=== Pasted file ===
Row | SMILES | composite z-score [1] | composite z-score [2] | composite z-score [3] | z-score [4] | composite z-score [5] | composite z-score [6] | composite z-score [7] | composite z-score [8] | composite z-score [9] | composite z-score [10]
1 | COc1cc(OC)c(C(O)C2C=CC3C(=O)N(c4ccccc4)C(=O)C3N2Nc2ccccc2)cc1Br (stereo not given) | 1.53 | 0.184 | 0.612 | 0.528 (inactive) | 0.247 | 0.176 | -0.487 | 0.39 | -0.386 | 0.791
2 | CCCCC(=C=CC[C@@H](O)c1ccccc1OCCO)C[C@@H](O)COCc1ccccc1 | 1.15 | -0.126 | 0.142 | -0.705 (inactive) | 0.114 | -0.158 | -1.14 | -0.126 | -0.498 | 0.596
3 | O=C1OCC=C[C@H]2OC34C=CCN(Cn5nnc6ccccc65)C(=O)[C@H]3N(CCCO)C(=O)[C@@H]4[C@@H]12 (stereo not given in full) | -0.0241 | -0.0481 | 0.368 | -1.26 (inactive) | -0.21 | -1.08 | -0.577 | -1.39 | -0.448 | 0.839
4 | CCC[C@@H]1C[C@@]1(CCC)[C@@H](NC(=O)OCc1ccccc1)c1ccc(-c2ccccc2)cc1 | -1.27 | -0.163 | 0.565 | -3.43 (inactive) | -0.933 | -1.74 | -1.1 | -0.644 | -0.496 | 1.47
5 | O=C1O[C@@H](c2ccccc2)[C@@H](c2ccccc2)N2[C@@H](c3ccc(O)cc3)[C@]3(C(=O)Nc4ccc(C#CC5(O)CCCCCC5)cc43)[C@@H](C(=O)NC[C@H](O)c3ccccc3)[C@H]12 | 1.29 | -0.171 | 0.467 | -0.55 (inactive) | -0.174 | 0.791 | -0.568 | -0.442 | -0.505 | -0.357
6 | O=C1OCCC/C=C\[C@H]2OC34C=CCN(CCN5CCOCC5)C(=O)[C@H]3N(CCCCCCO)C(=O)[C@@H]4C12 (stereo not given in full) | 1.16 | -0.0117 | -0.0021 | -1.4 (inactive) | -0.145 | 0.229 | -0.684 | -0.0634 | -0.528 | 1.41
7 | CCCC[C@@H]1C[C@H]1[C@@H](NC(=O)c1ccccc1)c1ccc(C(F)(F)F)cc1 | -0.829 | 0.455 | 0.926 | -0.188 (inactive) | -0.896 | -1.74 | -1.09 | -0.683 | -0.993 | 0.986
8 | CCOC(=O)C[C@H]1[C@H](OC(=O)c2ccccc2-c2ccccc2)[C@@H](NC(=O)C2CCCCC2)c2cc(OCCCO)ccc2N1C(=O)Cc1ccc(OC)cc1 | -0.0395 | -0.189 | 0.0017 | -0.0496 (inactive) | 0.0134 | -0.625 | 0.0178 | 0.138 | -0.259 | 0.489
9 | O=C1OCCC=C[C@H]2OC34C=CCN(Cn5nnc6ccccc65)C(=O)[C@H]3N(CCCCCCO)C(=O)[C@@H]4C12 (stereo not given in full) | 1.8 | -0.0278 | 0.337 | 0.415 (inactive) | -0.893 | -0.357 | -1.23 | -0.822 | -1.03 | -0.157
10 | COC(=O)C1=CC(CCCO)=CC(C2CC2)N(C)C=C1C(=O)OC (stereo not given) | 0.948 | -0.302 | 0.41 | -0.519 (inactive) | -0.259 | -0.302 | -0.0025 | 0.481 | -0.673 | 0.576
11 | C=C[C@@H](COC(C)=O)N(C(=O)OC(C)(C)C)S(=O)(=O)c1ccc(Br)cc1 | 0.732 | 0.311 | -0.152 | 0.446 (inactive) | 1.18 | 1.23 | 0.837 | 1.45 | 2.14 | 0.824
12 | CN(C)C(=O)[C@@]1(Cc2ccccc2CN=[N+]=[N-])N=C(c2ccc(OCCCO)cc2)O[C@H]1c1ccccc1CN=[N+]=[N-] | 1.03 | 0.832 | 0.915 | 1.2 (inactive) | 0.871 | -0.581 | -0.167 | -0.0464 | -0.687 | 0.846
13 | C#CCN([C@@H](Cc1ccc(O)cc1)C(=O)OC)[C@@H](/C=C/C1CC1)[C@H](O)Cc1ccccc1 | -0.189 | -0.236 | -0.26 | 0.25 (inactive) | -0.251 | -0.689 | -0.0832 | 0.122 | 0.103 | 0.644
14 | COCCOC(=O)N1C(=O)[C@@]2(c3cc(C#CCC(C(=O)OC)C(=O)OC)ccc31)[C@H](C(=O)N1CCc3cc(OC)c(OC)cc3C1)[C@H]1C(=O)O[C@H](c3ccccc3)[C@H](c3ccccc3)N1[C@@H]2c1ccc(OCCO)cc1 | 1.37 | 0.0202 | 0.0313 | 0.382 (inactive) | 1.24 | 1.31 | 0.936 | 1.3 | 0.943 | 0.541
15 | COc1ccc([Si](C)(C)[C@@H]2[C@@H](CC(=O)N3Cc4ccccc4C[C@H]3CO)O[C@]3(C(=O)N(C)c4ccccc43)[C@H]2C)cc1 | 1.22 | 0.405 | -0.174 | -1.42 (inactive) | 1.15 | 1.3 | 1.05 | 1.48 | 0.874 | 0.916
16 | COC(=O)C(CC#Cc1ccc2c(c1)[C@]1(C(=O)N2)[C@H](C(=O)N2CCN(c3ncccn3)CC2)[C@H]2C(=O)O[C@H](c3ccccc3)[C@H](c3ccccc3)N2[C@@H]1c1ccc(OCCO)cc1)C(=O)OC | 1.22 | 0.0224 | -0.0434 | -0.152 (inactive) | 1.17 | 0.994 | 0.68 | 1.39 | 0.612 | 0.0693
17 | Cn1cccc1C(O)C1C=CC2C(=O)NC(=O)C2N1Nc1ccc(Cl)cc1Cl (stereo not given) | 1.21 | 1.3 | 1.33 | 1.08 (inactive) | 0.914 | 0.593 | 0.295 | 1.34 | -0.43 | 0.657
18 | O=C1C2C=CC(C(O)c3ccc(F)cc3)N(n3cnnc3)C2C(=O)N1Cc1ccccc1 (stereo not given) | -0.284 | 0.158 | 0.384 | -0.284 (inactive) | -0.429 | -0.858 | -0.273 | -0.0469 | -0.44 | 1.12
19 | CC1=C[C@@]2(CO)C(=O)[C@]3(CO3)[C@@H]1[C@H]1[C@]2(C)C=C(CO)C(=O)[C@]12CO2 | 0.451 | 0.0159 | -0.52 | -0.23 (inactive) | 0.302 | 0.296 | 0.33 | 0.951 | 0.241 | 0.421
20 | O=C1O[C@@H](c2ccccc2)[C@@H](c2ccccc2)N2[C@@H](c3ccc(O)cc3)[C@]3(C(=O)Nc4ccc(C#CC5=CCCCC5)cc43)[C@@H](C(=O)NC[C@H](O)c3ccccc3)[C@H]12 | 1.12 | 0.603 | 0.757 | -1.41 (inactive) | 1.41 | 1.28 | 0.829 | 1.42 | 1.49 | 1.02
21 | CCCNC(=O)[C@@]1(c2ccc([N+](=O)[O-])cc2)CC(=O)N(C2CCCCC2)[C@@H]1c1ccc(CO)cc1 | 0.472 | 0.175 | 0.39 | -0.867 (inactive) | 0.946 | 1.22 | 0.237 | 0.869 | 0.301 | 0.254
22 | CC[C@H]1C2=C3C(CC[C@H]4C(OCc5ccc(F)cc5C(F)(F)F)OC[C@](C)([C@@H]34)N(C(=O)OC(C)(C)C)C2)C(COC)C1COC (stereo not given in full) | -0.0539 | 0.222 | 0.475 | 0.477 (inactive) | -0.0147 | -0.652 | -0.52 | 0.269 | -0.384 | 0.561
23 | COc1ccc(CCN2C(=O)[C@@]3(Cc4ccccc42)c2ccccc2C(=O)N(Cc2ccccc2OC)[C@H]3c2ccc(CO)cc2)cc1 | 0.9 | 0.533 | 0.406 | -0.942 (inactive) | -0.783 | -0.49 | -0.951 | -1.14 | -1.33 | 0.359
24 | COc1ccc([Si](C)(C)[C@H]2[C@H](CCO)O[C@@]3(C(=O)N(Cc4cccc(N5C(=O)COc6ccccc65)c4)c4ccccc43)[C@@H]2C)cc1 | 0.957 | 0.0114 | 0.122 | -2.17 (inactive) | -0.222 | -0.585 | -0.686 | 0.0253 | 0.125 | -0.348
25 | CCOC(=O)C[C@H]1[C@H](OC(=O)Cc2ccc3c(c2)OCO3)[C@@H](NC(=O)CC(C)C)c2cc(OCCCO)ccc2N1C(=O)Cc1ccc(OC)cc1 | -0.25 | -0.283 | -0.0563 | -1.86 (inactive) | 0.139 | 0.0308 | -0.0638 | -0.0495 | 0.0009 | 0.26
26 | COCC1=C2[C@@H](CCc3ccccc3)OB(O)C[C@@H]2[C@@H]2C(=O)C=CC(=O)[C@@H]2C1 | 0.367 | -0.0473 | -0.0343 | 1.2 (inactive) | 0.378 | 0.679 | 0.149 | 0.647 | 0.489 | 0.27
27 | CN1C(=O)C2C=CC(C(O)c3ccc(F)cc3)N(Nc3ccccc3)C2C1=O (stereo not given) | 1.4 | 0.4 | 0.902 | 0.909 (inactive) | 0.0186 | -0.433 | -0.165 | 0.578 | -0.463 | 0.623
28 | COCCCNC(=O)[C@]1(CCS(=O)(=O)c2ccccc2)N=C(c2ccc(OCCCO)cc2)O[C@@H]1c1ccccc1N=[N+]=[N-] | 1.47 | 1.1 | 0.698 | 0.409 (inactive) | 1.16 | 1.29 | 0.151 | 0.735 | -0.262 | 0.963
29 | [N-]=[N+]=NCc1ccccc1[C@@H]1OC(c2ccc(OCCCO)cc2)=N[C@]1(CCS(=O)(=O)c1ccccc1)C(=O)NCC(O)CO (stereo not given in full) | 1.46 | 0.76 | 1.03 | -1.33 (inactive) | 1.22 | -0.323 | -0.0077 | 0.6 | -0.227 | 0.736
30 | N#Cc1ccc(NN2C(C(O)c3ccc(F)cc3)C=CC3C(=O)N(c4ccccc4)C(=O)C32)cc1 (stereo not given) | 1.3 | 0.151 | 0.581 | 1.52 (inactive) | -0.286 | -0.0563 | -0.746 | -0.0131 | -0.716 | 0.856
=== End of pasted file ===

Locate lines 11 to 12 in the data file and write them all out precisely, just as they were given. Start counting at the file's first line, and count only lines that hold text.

10 | COC(=O)C1=CC(CCCO)=CC(C2CC2)N(C)C=C1C(=O)OC (stereo not given) | 0.948 | -0.302 | 0.41 | -0.519 (inactive) | -0.259 | -0.302 | -0.0025 | 0.481 | -0.673 | 0.576
11 | C=C[C@@H](COC(C)=O)N(C(=O)OC(C)(C)C)S(=O)(=O)c1ccc(Br)cc1 | 0.732 | 0.311 | -0.152 | 0.446 (inactive) | 1.18 | 1.23 | 0.837 | 1.45 | 2.14 | 0.824